Continuing our Series on Arts & Crafts is the native ancient style of wooden toys known to all Telugus. Appreciated by Andhraite and non-Andhraite , young and old alike is that iconic handicraft we all grew up with: Kondapalli Bommalu.
Kondapalli an important town near Vijayawada, in Krishna District. Meaning ‘village of hills’, it is also a village of toys. 16 kilometres from Bezawada, it is celebrated in story and song for its famous fort, immortalised during the reign of the Reddi Rajulu.
Around 500 years old, if not older, this art is credited to and preserved by a community known as nakarshalu (though by some they also called ‘Arya Kshatriyalu’).
There is reference to this group in the “Brahmanda Purana”. This community claims its origin to Muktharishi, who was endowed with skills in arts and crafts by Lord Shiva. These chitrakaras claim that it was their ancestors who sculpted the numerous sculptures like the garuda, nandi, simha and the vahanas in the many temples in Andhra Pradesh.
It is claimed that this art was brought by migrants from Rajasthan, though these claims still need to be verified by history. One account lends credence to the theory.
In the 16th century, Anavema Reddy invited around 10-12 families, all wooden handicrafts specialists from Rajasthan, to his court, says Nageshwar Rao, 37, a toy-maker. “All these families from the Nakarshalu community migrated to Kondapalli.” The Reddy kings, impressed by their skill, patronised the artisans and asked them to stay there forever. 
Made primarily from a soft wood known as Tella Poniki, which is found in large numbers around Kondapalli itself, these toys have not only become characteristic of Andhra, but have a number of standout characteristics.
Distinct from their Telugu cousins, Etikoppaka Toys, these Kondapalli carvings carry with them a special significance during Sankranthi and Dasara. They are displayed in bommalakolavu or kollu. Both vahanas and veritable vigrahas of pauranic figures are depicted and showcased during these festivals. They are used to enshrine and enact the various stories contained in our epics.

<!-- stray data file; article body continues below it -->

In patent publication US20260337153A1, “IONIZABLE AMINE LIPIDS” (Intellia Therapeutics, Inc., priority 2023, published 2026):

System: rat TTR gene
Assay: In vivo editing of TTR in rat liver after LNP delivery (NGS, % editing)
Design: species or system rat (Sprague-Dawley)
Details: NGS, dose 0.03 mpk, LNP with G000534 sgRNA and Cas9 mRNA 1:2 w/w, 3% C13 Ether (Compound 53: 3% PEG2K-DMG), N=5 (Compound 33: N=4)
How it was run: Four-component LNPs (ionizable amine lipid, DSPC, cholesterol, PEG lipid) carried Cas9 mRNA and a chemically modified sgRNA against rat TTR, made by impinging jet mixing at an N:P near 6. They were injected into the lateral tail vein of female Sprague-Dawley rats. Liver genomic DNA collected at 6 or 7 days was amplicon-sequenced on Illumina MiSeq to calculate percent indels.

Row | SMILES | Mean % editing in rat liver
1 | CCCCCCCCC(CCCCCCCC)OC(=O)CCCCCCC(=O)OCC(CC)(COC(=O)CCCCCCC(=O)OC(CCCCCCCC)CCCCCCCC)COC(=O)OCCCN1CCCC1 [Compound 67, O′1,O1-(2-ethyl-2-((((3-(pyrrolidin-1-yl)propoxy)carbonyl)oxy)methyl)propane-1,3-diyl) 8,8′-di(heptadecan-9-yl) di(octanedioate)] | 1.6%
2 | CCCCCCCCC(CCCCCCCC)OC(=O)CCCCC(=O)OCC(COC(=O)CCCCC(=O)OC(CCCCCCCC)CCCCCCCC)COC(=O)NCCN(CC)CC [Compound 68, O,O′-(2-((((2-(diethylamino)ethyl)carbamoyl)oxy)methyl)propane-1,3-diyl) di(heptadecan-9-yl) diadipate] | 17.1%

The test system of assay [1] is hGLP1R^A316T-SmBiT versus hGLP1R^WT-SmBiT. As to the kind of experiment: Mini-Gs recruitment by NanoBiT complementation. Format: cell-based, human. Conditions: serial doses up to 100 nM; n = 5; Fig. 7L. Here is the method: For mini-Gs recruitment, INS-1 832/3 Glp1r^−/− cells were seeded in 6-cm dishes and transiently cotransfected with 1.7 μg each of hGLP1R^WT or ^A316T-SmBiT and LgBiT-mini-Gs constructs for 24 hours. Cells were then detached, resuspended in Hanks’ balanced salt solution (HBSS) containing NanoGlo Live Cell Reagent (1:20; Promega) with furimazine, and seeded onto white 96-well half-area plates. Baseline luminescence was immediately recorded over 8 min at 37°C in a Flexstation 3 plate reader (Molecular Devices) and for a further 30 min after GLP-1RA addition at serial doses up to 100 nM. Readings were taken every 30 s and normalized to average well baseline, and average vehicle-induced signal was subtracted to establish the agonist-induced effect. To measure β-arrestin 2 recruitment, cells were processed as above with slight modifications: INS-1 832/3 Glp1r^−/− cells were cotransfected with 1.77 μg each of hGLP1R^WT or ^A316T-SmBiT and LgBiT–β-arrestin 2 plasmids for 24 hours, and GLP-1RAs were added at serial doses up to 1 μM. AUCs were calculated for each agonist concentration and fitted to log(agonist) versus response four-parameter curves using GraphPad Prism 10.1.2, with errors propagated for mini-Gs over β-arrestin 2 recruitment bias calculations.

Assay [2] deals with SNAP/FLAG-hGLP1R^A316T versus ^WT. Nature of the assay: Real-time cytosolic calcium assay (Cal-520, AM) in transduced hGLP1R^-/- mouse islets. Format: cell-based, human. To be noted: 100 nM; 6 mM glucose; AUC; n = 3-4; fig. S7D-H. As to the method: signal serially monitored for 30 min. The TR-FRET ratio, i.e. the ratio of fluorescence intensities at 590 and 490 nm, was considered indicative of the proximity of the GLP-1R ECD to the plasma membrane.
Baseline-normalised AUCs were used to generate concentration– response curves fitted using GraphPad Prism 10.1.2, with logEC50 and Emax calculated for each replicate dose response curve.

Prices of these toys range from Rs. 15 to Rs. 800 and the Corporation is offering 10 per cent discount on the purchase during the expo. 
At the high end, many toys even reach 5,000 rupees. Themes from Dasavatara and Hitopadesaare common. Nevertheless, the ambari elephant and the kuchipudi dancers remain the most iconic favourites. And the appeal is universal. These craftsmen have a unique place in the hearts and minds of Telugus, young and old alike.
Equipped with ‘bavudari’, ‘palapa chekka’ and ‘aakurai’, generations of these toymakers have managed to bring a smile on the faces of little kids across the world with their pieces of art. 
Unlike most modern toys, Kondapalli bommalu use almost all natural ingredients in the process. Tools come in various shapes and sizes and are developed by the craftsmen.
The wood is treated to a slow heating process to dry its moisture content. The limbs of the toys are carved separately and later joined to the body. The essential carving tools are axe, chisel, hammer and drill. 
Glue consisting of tamarind paste, lapum, and sawdust is used to assemble them.
This tamarind paste is called makh. Batana (cooked tamarind seed paste) is then rubbed on it along with resin from the tumma tree.Gold and silver foil used to be added for ornamentation. Although water colours, vegetable dyes, and oil paints are now used, traditional rangulu relied on stones, herbs, various gums and other bases. Even the paint brush comes from goat hairs, demonstrating the stress on organic materials.
Ladies are also an integral part of the process, much of the artistry of these dolls being attributed to their skill with a brush. Finished products are often given a coating of enamel paint to enhance their sheen.